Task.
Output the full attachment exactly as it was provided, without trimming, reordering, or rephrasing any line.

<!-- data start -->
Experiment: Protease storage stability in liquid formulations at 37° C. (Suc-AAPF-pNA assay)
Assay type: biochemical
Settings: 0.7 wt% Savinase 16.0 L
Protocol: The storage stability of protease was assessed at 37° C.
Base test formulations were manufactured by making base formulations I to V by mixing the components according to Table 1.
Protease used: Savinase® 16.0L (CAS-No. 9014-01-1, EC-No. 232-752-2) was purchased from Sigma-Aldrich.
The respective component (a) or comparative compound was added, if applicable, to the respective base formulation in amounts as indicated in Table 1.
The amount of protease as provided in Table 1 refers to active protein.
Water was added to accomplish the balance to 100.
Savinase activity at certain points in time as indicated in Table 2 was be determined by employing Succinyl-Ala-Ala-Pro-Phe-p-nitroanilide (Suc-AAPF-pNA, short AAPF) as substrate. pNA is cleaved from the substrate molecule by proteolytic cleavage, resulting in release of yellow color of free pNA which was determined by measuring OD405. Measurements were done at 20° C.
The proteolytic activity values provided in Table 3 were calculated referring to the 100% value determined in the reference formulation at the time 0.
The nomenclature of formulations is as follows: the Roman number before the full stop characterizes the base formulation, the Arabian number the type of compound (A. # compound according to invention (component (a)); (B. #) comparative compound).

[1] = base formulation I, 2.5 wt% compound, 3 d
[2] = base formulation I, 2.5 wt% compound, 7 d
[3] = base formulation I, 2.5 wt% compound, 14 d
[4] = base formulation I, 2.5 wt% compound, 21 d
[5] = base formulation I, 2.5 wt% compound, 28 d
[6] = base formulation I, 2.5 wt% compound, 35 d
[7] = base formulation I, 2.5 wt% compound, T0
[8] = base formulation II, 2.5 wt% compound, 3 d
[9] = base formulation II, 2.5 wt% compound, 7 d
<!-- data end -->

Experiment: Protease storage stability in liquid formulations at 37° C. (Suc-AAPF-pNA assay)
Assay type: biochemical
Settings: 0.7 wt% Savinase 16.0 L
Protocol: The storage stability of protease was assessed at 37° C.
Base test formulations were manufactured by making base formulations I to V by mixing the components according to Table 1.
Protease used: Savinase® 16.0L (CAS-No. 9014-01-1, EC-No. 232-752-2) was purchased from Sigma-Aldrich.
The respective component (a) or comparative compound was added, if applicable, to the respective base formulation in amounts as indicated in Table 1.
The amount of protease as provided in Table 1 refers to active protein.
Water was added to accomplish the balance to 100.
Savinase activity at certain points in time as indicated in Table 2 was be determined by employing Succinyl-Ala-Ala-Pro-Phe-p-nitroanilide (Suc-AAPF-pNA, short AAPF) as substrate. pNA is cleaved from the substrate molecule by proteolytic cleavage, resulting in release of yellow color of free pNA which was determined by measuring OD405. Measurements were done at 20° C.
The proteolytic activity values provided in Table 3 were calculated referring to the 100% value determined in the reference formulation at the time 0.
The nomenclature of formulations is as follows: the Roman number before the full stop characterizes the base formulation, the Arabian number the type of compound (A. # compound according to invention (component (a)); (B. #) comparative compound).

[1] = base formulation I, 2.5 wt% compound, 3 d
[2] = base formulation I, 2.5 wt% compound, 7 d
[3] = base formulation I, 2.5 wt% compound, 14 d
[4] = base formulation I, 2.5 wt% compound, 21 d
[5] = base formulation I, 2.5 wt% compound, 28 d
[6] = base formulation I, 2.5 wt% compound, 35 d
[7] = base formulation I, 2.5 wt% compound, T0
[8] = base formulation II, 2.5 wt% compound, 3 d
[9] = base formulation II, 2.5 wt% compound, 7 d